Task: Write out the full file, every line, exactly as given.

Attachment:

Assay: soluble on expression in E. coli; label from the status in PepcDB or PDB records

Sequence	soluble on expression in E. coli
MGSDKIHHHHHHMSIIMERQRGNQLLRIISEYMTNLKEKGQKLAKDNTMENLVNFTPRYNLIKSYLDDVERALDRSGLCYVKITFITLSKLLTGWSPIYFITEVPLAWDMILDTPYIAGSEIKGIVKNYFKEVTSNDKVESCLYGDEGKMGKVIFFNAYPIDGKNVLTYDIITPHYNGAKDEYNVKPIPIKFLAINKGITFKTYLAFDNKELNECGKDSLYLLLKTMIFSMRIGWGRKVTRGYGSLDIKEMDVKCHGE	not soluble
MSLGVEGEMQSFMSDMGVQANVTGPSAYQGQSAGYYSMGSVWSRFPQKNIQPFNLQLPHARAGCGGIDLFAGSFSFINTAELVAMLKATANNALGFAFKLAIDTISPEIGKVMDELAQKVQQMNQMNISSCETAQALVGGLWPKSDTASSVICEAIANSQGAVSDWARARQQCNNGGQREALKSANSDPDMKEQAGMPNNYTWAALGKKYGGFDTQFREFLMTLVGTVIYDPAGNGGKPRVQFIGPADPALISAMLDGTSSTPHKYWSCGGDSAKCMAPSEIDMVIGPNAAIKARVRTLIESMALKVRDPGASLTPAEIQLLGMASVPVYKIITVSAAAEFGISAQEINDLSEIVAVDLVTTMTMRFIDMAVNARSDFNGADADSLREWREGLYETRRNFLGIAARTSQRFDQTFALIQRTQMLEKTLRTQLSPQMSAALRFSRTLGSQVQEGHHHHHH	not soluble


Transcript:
Assay: soluble on expression in E. coli; label from the status in PepcDB or PDB records

Sequence	soluble on expression in E. coli
MGSDKIHHHHHHMSIIMERQRGNQLLRIISEYMTNLKEKGQKLAKDNTMENLVNFTPRYNLIKSYLDDVERALDRSGLCYVKITFITLSKLLTGWSPIYFITEVPLAWDMILDTPYIAGSEIKGIVKNYFKEVTSNDKVESCLYGDEGKMGKVIFFNAYPIDGKNVLTYDIITPHYNGAKDEYNVKPIPIKFLAINKGITFKTYLAFDNKELNECGKDSLYLLLKTMIFSMRIGWGRKVTRGYGSLDIKEMDVKCHGE	not soluble
MSLGVEGEMQSFMSDMGVQANVTGPSAYQGQSAGYYSMGSVWSRFPQKNIQPFNLQLPHARAGCGGIDLFAGSFSFINTAELVAMLKATANNALGFAFKLAIDTISPEIGKVMDELAQKVQQMNQMNISSCETAQALVGGLWPKSDTASSVICEAIANSQGAVSDWARARQQCNNGGQREALKSANSDPDMKEQAGMPNNYTWAALGKKYGGFDTQFREFLMTLVGTVIYDPAGNGGKPRVQFIGPADPALISAMLDGTSSTPHKYWSCGGDSAKCMAPSEIDMVIGPNAAIKARVRTLIESMALKVRDPGASLTPAEIQLLGMASVPVYKIITVSAAAEFGISAQEINDLSEIVAVDLVTTMTMRFIDMAVNARSDFNGADADSLREWREGLYETRRNFLGIAARTSQRFDQTFALIQRTQMLEKTLRTQLSPQMSAALRFSRTLGSQVQEGHHHHHH	not soluble